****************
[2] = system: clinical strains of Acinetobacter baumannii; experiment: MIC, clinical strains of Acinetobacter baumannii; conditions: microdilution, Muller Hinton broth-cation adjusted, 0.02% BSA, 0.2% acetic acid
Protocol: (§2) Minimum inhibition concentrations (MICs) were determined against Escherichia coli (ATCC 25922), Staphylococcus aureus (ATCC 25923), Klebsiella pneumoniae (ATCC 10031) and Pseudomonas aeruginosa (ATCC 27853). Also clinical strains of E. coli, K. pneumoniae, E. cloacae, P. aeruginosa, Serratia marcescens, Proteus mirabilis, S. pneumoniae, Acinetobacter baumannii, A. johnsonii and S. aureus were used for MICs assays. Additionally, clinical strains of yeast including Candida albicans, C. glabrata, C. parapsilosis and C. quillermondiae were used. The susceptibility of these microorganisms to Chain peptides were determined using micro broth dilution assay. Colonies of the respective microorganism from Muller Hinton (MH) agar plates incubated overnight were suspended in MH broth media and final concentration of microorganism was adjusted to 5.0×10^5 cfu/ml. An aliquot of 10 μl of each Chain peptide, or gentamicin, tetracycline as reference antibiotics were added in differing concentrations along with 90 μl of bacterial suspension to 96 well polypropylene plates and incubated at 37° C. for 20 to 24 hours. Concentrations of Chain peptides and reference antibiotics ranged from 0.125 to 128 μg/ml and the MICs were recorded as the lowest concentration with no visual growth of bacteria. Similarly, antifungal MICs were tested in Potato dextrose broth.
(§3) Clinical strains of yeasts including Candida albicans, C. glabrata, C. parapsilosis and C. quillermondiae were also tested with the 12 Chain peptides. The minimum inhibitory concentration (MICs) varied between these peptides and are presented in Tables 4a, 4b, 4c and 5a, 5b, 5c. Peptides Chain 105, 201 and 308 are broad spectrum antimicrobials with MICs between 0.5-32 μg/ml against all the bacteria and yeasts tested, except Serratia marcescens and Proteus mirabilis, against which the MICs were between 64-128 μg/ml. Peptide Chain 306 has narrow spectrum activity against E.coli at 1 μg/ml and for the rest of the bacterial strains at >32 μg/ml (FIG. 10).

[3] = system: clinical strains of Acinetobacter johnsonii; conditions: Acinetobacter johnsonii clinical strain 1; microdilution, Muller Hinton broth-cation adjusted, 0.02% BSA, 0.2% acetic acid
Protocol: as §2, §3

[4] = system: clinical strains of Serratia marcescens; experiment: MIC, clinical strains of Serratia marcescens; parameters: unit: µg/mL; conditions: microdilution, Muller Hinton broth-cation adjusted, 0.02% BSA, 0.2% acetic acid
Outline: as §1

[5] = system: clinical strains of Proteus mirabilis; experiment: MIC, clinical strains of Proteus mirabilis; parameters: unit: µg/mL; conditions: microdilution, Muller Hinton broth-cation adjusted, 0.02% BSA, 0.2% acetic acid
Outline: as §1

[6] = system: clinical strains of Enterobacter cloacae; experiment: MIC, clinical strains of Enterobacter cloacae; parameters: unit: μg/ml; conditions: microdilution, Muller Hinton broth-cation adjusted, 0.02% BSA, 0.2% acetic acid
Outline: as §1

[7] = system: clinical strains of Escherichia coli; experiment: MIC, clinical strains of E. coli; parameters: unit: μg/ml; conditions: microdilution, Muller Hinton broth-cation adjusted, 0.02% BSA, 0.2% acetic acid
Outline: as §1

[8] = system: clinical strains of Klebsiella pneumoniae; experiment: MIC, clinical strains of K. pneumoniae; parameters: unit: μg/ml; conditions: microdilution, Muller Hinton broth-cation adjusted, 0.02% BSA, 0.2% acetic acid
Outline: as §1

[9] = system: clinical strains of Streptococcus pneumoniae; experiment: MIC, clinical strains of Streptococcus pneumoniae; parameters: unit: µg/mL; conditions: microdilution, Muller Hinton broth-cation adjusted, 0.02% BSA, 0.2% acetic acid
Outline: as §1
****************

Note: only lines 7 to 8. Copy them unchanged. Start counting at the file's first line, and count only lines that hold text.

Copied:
Outline: as §1

[5] = system: clinical strains of Proteus mirabilis; experiment: MIC, clinical strains of Proteus mirabilis; parameters: unit: µg/mL; conditions: microdilution, Muller Hinton broth-cation adjusted, 0.02% BSA, 0.2% acetic acid